[quote=Thekla]I think that the Church ought to be concerned about becoming too cozy with the fundamentalists and it is trying to draw a distinct line…
[/quote]

I’m confused here. The Church is concerned about becoming as cozy to God as She can. The only lines drawn are those established by God’s Law.

[quote=gilliam]I’m confused here. The Church is concerned about becoming as cozy to God as She can. The only lines drawn are those established by God’s Law.
[/quote]

Maybe I didn’t explain it right. I think that the Church is making these statements about evolution because Catholics in this country have been confused by the fundamentalists. I even had a fellow Catholic on this forum suggest that I was opposing Church teaching by my belief in evolution.

[quote=Thekla]Maybe I didn’t explain it right. I think that the Church is making these statements about evolution because Catholics in this country have been confused by the fundamentalists. I even had a fellow Catholic on this forum suggest that I was opposing Church teaching by my belief in evolution.
[/quote]

If I am not mistaken, he made the comment overseas and I think it was because someone asked him a question.

Sorry to hear some are questioning your faith for whatever reason. That is rude.

[quote=beckyann2597]I completley agree with him and I think that people who do think that ID is a scientifically valid theory don’t know scientific theory at all. I have siad before in discussion forums that because ID includes the existance of God and you cannot scientifically prove or disprove the existance of God, then ID has no place in a science classroom.
[/quote]

Well, I don’t know why fundies are so hot for ID. It doesn’t necessarily prove the existence of God – or at least not our God.
In Robert Heinlein’s story “The Unpleasant Profession of Jonathan Hoag” this world was created by an Artist of some kind of mega-beings. Other SF authors have played with the same idea.

[quote=Thekla]Maybe I didn’t explain it right. I think that the Church is making these statements about evolution because Catholics in this country have been confused by the fundamentalists. I even had a fellow Catholic on this forum suggest that I was opposing Church teaching by my belief in evolution.
[/quote]

I believe that this is part of the reason why The Church is being more vocal about her support for Evolution as of late. The fundamentalists are getting a lot of media attention and are confusing people about the matter. So naturally The Church is providing guidence to her flock so that they are not swayed by them.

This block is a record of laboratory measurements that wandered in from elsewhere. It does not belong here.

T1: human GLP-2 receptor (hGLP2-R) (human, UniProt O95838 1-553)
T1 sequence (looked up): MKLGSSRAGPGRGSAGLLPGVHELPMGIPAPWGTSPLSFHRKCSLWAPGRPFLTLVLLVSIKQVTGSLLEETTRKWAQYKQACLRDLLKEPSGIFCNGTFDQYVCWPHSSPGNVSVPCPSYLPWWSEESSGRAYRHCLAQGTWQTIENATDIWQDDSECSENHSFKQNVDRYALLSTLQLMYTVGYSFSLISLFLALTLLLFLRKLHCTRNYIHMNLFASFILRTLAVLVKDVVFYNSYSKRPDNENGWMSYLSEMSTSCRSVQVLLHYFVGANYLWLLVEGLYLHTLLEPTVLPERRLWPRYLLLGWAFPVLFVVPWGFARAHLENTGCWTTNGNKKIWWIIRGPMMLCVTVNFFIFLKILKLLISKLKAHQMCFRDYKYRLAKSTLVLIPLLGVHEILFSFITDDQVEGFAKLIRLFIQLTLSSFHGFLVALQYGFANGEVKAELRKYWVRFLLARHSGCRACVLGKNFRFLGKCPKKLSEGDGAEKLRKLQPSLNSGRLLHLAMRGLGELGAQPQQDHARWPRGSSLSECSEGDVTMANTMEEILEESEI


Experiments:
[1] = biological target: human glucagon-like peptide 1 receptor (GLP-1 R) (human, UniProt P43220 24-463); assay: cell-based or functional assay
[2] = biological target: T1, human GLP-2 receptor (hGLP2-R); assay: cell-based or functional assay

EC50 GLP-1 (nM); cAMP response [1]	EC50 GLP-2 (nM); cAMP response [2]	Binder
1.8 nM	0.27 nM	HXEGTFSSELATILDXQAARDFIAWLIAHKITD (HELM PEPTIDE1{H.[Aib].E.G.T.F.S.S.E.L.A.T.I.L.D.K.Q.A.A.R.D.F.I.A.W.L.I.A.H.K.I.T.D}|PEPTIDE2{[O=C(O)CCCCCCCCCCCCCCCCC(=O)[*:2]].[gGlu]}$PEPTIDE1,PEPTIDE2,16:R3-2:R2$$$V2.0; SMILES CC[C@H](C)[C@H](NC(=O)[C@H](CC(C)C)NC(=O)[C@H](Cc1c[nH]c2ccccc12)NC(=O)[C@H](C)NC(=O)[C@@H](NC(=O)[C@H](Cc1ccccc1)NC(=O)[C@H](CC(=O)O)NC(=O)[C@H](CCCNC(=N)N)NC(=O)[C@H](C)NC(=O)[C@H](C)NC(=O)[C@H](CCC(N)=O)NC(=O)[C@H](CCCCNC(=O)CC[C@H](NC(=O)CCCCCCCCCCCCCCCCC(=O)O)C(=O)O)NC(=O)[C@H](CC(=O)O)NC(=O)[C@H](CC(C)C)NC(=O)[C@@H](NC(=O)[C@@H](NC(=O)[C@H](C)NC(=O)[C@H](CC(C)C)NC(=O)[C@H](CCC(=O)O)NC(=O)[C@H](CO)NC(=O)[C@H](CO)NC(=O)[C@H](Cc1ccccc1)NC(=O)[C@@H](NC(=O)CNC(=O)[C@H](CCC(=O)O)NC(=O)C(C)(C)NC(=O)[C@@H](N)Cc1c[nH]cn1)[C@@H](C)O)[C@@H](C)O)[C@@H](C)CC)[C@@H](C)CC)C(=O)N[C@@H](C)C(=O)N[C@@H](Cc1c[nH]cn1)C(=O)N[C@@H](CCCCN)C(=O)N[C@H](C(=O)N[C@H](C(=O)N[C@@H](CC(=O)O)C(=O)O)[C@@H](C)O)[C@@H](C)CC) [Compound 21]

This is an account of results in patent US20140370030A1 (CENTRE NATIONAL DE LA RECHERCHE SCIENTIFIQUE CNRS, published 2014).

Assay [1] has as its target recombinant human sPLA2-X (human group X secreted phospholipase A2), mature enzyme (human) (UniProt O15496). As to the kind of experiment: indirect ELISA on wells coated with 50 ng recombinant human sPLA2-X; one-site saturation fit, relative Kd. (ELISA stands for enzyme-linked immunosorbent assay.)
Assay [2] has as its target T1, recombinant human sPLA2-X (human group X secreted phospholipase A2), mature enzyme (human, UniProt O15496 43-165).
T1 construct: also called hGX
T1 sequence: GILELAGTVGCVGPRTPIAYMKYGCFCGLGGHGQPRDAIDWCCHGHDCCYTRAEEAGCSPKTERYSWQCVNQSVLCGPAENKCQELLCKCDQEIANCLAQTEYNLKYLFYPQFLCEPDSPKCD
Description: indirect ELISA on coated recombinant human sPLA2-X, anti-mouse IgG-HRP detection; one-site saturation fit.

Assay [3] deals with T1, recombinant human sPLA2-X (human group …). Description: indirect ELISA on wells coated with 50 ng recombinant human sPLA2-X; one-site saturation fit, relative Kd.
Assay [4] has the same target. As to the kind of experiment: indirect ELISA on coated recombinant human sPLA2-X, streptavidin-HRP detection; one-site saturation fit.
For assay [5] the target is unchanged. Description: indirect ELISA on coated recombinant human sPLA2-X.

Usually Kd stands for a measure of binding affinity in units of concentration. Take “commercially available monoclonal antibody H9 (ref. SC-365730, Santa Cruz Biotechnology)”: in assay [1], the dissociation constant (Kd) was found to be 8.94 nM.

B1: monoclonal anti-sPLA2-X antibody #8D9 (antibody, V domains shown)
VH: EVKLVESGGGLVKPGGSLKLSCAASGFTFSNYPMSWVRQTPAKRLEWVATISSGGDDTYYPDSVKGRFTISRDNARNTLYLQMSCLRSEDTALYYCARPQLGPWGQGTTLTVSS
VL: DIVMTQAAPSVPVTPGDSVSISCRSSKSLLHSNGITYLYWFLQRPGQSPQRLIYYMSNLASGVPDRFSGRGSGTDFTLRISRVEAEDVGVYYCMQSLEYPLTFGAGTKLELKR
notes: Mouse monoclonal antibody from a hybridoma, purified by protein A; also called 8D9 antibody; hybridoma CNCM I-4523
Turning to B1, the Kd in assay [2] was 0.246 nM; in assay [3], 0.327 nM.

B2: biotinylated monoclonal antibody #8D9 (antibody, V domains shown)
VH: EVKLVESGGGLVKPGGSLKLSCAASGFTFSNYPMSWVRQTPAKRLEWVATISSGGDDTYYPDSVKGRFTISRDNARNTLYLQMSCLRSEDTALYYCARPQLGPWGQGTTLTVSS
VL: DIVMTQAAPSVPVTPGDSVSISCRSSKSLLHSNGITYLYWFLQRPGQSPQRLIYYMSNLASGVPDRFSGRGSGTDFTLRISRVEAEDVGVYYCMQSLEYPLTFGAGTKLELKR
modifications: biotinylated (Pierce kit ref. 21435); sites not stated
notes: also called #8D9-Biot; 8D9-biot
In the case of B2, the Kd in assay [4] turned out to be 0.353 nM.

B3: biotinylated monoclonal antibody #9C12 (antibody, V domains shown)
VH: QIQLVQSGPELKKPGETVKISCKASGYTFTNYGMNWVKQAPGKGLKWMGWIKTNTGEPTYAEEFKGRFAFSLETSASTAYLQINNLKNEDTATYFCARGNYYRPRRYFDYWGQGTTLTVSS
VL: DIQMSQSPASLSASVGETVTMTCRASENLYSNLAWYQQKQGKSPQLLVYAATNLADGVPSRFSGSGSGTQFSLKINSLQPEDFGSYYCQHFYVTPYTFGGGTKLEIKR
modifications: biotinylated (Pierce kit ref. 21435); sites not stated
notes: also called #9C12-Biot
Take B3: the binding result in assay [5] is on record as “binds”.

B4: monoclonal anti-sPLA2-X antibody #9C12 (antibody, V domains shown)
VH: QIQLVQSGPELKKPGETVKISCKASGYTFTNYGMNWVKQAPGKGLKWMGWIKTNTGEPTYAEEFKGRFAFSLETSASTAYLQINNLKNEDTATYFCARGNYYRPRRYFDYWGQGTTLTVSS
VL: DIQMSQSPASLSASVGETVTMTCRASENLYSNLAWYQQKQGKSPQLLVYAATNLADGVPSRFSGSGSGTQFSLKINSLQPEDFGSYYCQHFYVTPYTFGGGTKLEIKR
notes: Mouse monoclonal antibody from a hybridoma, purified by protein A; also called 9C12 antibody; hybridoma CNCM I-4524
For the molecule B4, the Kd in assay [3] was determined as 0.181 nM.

Personally I think that the Church is better off distancing herself from the fundies and drawing a sharp line between Catholicism and fundamentalism. Catholicism is a rational religion, not a fideistic and irrational one.

Valz

[quote=didymus]Well, I don’t know why fundies are so hot for ID.
[/quote]

Me either. Personally I believe ID is incompatible with Catholicism.

Valz

Where did the Vatican astronomer publish his arguments?

Has anyone from the Discovery Institutes had a chance to refute them?

[quote=Mike Rainville]Where did the Vatican astronomer publish his arguments?

Has anyone from the Discovery Institutes had a chance to refute them?
[/quote]

Isn’t it up to the ID proponents to prove their theory is science and not the other way around? This is now the second Vatican official to come out in recent weeks excorciating the anti-science creationists. Something’s going on here between the Catholics and the fundamentalists.

[quote=Valz]Me either. Personally I believe ID is incompatible with Catholicism.

Valz
[/quote]

:confused: How is ID incompatible with Catholicism? Our Faith allows latitude in the belief of how God created the world.

Personally, I still don’t have a problem with a teacher explaining that there are other beliefs about the origin of the world. It takes about 5-10 minutes…and then onto the Theory of Evolution. My son’s Biology teacher did just that, and it was very well handled. I do agree there is no reason to go into the details of ID, as it belongs in a Philosophy class.